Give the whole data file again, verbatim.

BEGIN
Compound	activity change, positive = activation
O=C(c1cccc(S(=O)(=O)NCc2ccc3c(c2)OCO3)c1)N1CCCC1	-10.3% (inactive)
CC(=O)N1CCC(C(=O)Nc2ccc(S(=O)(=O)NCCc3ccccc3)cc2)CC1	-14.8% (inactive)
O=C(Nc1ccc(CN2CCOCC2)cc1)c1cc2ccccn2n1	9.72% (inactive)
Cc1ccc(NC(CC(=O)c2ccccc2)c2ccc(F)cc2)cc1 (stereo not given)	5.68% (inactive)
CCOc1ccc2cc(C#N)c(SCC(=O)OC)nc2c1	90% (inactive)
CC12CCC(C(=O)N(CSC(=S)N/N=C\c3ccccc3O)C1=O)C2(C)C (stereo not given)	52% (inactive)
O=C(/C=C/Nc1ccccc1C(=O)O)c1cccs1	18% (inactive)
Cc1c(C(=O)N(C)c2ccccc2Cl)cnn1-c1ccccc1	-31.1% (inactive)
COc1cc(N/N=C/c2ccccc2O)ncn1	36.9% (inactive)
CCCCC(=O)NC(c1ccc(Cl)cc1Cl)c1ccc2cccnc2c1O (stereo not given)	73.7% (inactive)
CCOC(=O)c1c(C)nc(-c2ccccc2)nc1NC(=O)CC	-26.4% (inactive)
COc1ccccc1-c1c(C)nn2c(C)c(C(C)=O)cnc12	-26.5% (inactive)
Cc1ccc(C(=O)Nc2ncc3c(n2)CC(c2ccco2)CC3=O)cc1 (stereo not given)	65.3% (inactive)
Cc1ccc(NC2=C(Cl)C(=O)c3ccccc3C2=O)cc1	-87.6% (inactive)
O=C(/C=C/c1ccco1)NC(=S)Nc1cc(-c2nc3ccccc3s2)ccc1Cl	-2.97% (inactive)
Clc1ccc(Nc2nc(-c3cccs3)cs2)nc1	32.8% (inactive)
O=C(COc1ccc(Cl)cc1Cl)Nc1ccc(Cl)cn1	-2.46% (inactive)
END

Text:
Compound	activity change, positive = activation
O=C(c1cccc(S(=O)(=O)NCc2ccc3c(c2)OCO3)c1)N1CCCC1	-10.3% (inactive)
CC(=O)N1CCC(C(=O)Nc2ccc(S(=O)(=O)NCCc3ccccc3)cc2)CC1	-14.8% (inactive)
O=C(Nc1ccc(CN2CCOCC2)cc1)c1cc2ccccn2n1	9.72% (inactive)
Cc1ccc(NC(CC(=O)c2ccccc2)c2ccc(F)cc2)cc1 (stereo not given)	5.68% (inactive)
CCOc1ccc2cc(C#N)c(SCC(=O)OC)nc2c1	90% (inactive)
CC12CCC(C(=O)N(CSC(=S)N/N=C\c3ccccc3O)C1=O)C2(C)C (stereo not given)	52% (inactive)
O=C(/C=C/Nc1ccccc1C(=O)O)c1cccs1	18% (inactive)
Cc1c(C(=O)N(C)c2ccccc2Cl)cnn1-c1ccccc1	-31.1% (inactive)
COc1cc(N/N=C/c2ccccc2O)ncn1	36.9% (inactive)
CCCCC(=O)NC(c1ccc(Cl)cc1Cl)c1ccc2cccnc2c1O (stereo not given)	73.7% (inactive)
CCOC(=O)c1c(C)nc(-c2ccccc2)nc1NC(=O)CC	-26.4% (inactive)
COc1ccccc1-c1c(C)nn2c(C)c(C(C)=O)cnc12	-26.5% (inactive)
Cc1ccc(C(=O)Nc2ncc3c(n2)CC(c2ccco2)CC3=O)cc1 (stereo not given)	65.3% (inactive)
Cc1ccc(NC2=C(Cl)C(=O)c3ccccc3C2=O)cc1	-87.6% (inactive)
O=C(/C=C/c1ccco1)NC(=S)Nc1cc(-c2nc3ccccc3s2)ccc1Cl	-2.97% (inactive)
Clc1ccc(Nc2nc(-c3cccs3)cs2)nc1	32.8% (inactive)
O=C(COc1ccc(Cl)cc1Cl)Nc1ccc(Cl)cn1	-2.46% (inactive)